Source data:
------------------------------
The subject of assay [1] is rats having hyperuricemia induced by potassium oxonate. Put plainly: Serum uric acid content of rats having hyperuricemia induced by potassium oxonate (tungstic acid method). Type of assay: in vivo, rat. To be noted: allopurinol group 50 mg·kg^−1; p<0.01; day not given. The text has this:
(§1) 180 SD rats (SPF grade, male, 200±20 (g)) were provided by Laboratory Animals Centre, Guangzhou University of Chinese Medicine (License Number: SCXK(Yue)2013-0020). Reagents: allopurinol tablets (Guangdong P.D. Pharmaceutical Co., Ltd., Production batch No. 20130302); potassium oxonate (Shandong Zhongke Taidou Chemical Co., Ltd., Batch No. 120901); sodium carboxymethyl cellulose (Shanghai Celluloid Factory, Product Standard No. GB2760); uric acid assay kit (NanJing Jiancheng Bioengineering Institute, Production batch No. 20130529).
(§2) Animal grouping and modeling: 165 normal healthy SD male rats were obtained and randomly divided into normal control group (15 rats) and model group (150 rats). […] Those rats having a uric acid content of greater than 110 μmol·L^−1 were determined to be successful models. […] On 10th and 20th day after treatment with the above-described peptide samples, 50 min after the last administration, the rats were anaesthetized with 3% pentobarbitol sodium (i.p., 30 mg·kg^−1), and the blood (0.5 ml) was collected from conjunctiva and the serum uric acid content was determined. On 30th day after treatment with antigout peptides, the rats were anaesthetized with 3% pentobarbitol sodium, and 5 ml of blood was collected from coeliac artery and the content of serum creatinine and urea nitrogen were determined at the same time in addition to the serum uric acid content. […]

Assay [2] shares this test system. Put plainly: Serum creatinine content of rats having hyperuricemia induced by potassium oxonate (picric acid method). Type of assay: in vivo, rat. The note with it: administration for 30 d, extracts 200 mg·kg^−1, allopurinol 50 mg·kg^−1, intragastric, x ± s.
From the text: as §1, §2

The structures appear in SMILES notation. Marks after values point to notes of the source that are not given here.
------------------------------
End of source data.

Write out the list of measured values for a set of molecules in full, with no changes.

The subject of assay [1] is rats having hyperuricemia induced by potassium oxonate. Put plainly: Serum uric acid content of rats having hyperuricemia induced by potassium oxonate (tungstic acid method). Type of assay: in vivo, rat. To be noted: allopurinol group 50 mg·kg^−1; p<0.01; day not given. The text has this:
(§1) 180 SD rats (SPF grade, male, 200±20 (g)) were provided by Laboratory Animals Centre, Guangzhou University of Chinese Medicine (License Number: SCXK(Yue)2013-0020). Reagents: allopurinol tablets (Guangdong P.D. Pharmaceutical Co., Ltd., Production batch No. 20130302); potassium oxonate (Shandong Zhongke Taidou Chemical Co., Ltd., Batch No. 120901); sodium carboxymethyl cellulose (Shanghai Celluloid Factory, Product Standard No. GB2760); uric acid assay kit (NanJing Jiancheng Bioengineering Institute, Production batch No. 20130529).
(§2) Animal grouping and modeling: 165 normal healthy SD male rats were obtained and randomly divided into normal control group (15 rats) and model group (150 rats). […] Those rats having a uric acid content of greater than 110 μmol·L^−1 were determined to be successful models. […] On 10th and 20th day after treatment with the above-described peptide samples, 50 min after the last administration, the rats were anaesthetized with 3% pentobarbitol sodium (i.p., 30 mg·kg^−1), and the blood (0.5 ml) was collected from conjunctiva and the serum uric acid content was determined. On 30th day after treatment with antigout peptides, the rats were anaesthetized with 3% pentobarbitol sodium, and 5 ml of blood was collected from coeliac artery and the content of serum creatinine and urea nitrogen were determined at the same time in addition to the serum uric acid content. […]

Assay [2] shares this test system. Put plainly: Serum creatinine content of rats having hyperuricemia induced by potassium oxonate (picric acid method). Type of assay: in vivo, rat. The note with it: administration for 30 d, extracts 200 mg·kg^−1, allopurinol 50 mg·kg^−1, intragastric, x ± s.
From the text: as §1, §2

The structures appear in SMILES notation. Marks after values point to notes of the source that are not given here.